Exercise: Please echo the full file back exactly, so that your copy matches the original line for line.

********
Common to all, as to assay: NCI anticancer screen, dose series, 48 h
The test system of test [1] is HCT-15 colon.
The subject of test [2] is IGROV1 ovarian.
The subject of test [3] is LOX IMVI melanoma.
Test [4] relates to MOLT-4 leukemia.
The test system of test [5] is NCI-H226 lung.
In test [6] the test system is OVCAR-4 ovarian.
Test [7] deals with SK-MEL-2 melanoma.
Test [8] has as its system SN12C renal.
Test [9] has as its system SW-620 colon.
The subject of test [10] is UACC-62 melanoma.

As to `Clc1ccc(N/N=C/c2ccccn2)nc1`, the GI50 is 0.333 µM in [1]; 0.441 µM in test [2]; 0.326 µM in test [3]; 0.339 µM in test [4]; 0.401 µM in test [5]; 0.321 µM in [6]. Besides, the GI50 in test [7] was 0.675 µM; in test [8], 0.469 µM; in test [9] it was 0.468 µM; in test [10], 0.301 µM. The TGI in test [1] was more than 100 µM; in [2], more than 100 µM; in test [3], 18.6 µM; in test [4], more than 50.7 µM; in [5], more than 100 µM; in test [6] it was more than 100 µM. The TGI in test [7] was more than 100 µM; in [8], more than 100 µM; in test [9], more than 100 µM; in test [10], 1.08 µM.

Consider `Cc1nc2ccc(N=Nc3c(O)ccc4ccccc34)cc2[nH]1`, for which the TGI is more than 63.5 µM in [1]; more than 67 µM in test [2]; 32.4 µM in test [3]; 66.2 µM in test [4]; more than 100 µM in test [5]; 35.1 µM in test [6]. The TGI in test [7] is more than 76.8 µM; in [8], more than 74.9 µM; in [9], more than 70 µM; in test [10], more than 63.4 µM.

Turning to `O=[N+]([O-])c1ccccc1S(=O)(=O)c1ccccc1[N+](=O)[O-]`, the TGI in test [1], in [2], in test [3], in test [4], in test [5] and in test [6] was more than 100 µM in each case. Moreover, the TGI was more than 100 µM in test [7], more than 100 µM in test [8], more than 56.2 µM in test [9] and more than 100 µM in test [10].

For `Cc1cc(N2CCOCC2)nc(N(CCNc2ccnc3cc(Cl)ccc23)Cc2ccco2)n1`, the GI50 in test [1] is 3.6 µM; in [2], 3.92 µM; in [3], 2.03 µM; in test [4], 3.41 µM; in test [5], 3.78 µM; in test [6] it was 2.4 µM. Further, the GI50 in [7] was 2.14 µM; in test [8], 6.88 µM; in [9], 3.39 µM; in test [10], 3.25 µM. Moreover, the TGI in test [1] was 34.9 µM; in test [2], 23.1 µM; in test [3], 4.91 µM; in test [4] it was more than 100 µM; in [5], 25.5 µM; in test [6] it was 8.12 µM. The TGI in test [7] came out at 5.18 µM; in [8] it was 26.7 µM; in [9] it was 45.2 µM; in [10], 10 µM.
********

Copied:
Common to all, as to assay: NCI anticancer screen, dose series, 48 h
The test system of test [1] is HCT-15 colon.
The subject of test [2] is IGROV1 ovarian.
The subject of test [3] is LOX IMVI melanoma.
Test [4] relates to MOLT-4 leukemia.
The test system of test [5] is NCI-H226 lung.
In test [6] the test system is OVCAR-4 ovarian.
Test [7] deals with SK-MEL-2 melanoma.
Test [8] has as its system SN12C renal.
Test [9] has as its system SW-620 colon.
The subject of test [10] is UACC-62 melanoma.

As to `Clc1ccc(N/N=C/c2ccccn2)nc1`, the GI50 is 0.333 µM in [1]; 0.441 µM in test [2]; 0.326 µM in test [3]; 0.339 µM in test [4]; 0.401 µM in test [5]; 0.321 µM in [6]. Besides, the GI50 in test [7] was 0.675 µM; in test [8], 0.469 µM; in test [9] it was 0.468 µM; in test [10], 0.301 µM. The TGI in test [1] was more than 100 µM; in [2], more than 100 µM; in test [3], 18.6 µM; in test [4], more than 50.7 µM; in [5], more than 100 µM; in test [6] it was more than 100 µM. The TGI in test [7] was more than 100 µM; in [8], more than 100 µM; in test [9], more than 100 µM; in test [10], 1.08 µM.

Consider `Cc1nc2ccc(N=Nc3c(O)ccc4ccccc34)cc2[nH]1`, for which the TGI is more than 63.5 µM in [1]; more than 67 µM in test [2]; 32.4 µM in test [3]; 66.2 µM in test [4]; more than 100 µM in test [5]; 35.1 µM in test [6]. The TGI in test [7] is more than 76.8 µM; in [8], more than 74.9 µM; in [9], more than 70 µM; in test [10], more than 63.4 µM.

Turning to `O=[N+]([O-])c1ccccc1S(=O)(=O)c1ccccc1[N+](=O)[O-]`, the TGI in test [1], in [2], in test [3], in test [4], in test [5] and in test [6] was more than 100 µM in each case. Moreover, the TGI was more than 100 µM in test [7], more than 100 µM in test [8], more than 56.2 µM in test [9] and more than 100 µM in test [10].

For `Cc1cc(N2CCOCC2)nc(N(CCNc2ccnc3cc(Cl)ccc23)Cc2ccco2)n1`, the GI50 in test [1] is 3.6 µM; in [2], 3.92 µM; in [3], 2.03 µM; in test [4], 3.41 µM; in test [5], 3.78 µM; in test [6] it was 2.4 µM. Further, the GI50 in [7] was 2.14 µM; in test [8], 6.88 µM; in [9], 3.39 µM; in test [10], 3.25 µM. Moreover, the TGI in test [1] was 34.9 µM; in test [2], 23.1 µM; in test [3], 4.91 µM; in test [4] it was more than 100 µM; in [5], 25.5 µM; in test [6] it was 8.12 µM. The TGI in test [7] came out at 5.18 µM; in [8] it was 26.7 µM; in [9] it was 45.2 µM; in [10], 10 µM.